Fly Back, Agnes review by moseso
Age Range - 8 - 12
Genre - Juvenile Fiction
Five Star Award

LitPick Review

Age at time of review - 17
Reviewer's Location - Spring Hill, Tennessee, United States
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Would you rather live a life full of pain and regret or live the perfect dream life? Of course, everyone would rather live a perfect life. Agnes is no exception. After her parents’ divorce, her best friend’s abandonment, and having to deal with her changing body, Agnes is more than ready to ditch her life and make up a new one. So, that’s exactly what she decides to do. While spending the summer away at her dad’s home, Agnes decides to tell everyone she meets about her life, only it isn’t her life at all. It’s the life of Chloe, a girl with married parents who work amazing jobs, a girl who has an awesome older sister, and a girl who lives in Kansas, not boring old Vermont. At first, pretending to be Chloe seems like the best decision Agnes has ever made. But when the lie turns into a complicated, irreversible web, Agnes must decide whether she should try to continue her fictitious life, or if she should accept and welcome who she is and what her life actually looks like. Follow Agnes along on her journey in the book Fly Back, Agnes by Elizabeth Atkinson.


I found this book to be both delightful and extremely relatable. As a senior in high school, it’s been a bit since middle school, but this book managed to draw me right back into that beautiful mess with no effort at all.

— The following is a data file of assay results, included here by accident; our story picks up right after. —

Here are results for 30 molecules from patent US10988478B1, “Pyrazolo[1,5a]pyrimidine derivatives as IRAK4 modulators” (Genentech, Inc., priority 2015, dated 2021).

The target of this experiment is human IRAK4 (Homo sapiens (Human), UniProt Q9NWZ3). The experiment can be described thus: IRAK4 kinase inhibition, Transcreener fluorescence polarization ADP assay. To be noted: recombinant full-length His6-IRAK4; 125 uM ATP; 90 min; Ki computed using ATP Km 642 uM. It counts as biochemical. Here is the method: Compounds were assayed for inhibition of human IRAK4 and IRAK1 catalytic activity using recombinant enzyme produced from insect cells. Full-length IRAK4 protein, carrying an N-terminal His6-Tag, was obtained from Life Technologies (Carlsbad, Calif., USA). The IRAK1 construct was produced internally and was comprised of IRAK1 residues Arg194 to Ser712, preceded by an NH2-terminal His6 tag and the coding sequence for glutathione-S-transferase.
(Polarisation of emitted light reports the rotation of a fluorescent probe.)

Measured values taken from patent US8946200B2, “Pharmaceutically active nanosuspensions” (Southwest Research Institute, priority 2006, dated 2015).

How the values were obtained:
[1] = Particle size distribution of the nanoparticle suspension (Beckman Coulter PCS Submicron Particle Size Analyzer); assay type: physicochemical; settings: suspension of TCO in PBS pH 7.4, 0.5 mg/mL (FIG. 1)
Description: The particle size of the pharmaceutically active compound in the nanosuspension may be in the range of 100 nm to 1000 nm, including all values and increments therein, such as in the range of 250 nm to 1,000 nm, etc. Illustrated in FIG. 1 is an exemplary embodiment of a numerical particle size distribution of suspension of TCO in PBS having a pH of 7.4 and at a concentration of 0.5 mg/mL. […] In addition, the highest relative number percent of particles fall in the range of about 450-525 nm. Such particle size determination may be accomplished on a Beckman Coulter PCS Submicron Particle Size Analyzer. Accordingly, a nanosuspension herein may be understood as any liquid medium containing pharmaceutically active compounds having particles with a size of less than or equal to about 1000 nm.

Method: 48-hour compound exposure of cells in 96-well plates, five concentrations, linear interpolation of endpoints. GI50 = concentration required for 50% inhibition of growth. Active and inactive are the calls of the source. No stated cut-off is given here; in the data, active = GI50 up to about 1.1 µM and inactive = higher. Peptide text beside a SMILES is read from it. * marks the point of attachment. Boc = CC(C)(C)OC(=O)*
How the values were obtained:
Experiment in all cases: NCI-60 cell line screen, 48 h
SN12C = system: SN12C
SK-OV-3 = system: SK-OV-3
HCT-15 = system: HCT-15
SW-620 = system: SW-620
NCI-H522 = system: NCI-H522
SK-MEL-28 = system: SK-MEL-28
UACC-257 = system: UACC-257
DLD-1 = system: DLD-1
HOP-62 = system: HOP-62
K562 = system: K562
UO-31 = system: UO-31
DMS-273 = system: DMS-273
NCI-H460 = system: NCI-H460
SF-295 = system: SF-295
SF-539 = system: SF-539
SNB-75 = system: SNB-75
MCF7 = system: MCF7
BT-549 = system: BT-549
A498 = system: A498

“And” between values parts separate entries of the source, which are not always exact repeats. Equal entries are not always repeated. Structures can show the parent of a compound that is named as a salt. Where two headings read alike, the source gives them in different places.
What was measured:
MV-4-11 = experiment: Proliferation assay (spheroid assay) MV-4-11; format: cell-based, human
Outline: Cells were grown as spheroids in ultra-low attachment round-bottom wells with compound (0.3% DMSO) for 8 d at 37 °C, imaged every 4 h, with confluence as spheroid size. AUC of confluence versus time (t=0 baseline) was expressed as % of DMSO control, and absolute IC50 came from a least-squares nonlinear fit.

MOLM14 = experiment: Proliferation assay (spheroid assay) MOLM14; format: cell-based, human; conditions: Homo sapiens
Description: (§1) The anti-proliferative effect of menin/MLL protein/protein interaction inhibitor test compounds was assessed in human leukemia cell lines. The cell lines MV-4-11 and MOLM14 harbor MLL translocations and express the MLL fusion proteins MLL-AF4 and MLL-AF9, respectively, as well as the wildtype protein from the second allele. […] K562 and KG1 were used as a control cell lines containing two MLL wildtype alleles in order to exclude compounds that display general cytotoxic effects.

Agnes is a great main character and is really easy to connect with. The readers follow along with her struggles with puberty, friendship, and family drama. Everyone who reads this book will be able to find at least one thing about Agnes that will remind them of themselves. 

The trope of making up a fictitious life and lying to everyone about it may not seem like an interesting plotline, but I found that this story was extremely enjoyable and also easy to read. The language was simple but still described scenes in the book with excellence. The emotion that is laced throughout the story is beautiful, powerful, and usually rather rare in other books of this genre, making this story refreshing and engaging.

In conclusion, I highly recommend this book for any up-and-coming middle schoolers, a current middle schooler, or even someone in high school. The story is clean and enjoyable and also holds a valuable lesson: Even if your life is messy and not the way you want it to be, it’s your life and is the way it is for a reason, even if you don’t see it yet.

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